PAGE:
Jurors began deliberating the former police commander's fate on Thursday afternoon. Burge is charged with one count perjury and two counts obstruction of justice in connection with the alleged torture of suspects in the 1970s and 1980s.
Jurors will have to decide if Burge lied about torturing suspects while serving on the Chicago Police Department.
During closing arguments, the government's lead prosecutor Dave Weisman summarized the testimony of five men who allege Burge abused them to try and get confessions: some allege Burge used electro shock, some say they were suffocating with a bag and some said Burge put a loaded gun to their heads.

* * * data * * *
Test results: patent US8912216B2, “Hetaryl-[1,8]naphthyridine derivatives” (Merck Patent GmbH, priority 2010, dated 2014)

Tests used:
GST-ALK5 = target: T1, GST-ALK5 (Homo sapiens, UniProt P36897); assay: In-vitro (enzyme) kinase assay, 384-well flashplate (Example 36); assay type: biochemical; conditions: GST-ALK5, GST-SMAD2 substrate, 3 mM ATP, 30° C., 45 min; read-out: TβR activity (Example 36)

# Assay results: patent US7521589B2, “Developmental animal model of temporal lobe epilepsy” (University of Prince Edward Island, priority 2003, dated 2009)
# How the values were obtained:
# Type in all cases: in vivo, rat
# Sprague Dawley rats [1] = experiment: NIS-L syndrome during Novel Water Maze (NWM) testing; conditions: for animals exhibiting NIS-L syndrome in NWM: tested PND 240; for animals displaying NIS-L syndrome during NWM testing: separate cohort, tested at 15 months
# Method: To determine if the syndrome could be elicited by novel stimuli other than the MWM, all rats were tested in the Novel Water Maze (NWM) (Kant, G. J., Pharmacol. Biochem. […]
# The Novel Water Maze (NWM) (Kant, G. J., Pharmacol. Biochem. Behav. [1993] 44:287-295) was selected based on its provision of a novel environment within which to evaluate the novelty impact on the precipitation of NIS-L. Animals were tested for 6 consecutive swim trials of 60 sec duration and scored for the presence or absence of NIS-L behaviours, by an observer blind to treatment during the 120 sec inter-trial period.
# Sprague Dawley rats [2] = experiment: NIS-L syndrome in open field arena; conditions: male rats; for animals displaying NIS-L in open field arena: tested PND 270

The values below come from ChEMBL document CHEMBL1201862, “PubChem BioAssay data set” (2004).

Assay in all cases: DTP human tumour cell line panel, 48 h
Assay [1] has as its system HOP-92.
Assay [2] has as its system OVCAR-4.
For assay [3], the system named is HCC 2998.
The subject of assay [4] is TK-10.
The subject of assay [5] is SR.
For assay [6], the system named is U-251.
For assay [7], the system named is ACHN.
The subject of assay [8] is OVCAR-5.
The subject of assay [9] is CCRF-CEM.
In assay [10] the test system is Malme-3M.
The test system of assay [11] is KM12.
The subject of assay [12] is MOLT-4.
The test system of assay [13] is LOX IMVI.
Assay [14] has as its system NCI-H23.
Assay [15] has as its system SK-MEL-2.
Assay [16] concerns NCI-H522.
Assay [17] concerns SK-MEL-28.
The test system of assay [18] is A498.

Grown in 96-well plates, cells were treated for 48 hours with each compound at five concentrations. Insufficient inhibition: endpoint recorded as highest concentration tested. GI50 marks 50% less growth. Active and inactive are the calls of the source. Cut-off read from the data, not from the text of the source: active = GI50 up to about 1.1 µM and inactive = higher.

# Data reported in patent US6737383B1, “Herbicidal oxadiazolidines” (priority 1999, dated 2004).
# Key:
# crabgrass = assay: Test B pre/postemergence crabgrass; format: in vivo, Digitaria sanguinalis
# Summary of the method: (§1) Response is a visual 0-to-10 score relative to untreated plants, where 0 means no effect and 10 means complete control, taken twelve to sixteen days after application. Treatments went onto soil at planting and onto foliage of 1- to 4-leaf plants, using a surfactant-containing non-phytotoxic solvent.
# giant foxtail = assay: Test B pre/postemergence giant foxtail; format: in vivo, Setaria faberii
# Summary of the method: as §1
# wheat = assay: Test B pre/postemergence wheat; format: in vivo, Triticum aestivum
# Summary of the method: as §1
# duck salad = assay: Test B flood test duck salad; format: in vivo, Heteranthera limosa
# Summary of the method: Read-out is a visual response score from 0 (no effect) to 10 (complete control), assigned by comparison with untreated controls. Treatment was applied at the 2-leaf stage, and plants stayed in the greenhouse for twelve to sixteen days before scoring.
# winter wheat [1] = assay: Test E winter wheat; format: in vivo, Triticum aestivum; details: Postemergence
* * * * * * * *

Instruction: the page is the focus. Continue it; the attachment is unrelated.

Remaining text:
Weisman argued that Burge operated above the law for decades and bragged about it- even naming his boat VIGILANTE.
"Now you have to say he is not above the law and those abused are not unprotected by the law," Weisman said to the jurors.
Burge's lead defense attorney Rick Beuke argued that those who allege abuse are career criminals trying to get money from civil lawsuits.
Beuke called Burge a good man and a good police officer. "They'd be better off if he was still there. He has nothing to apologize for," said Beuke, referring to Englewood residents.
The last argument jurors heard before deliberating was the rebuttal closing argument by prosecutor April Perry. She argued that none of the men who testified has money to gain and that Burge chose to abuse the men because they were less likely to be believed due to their criminal history.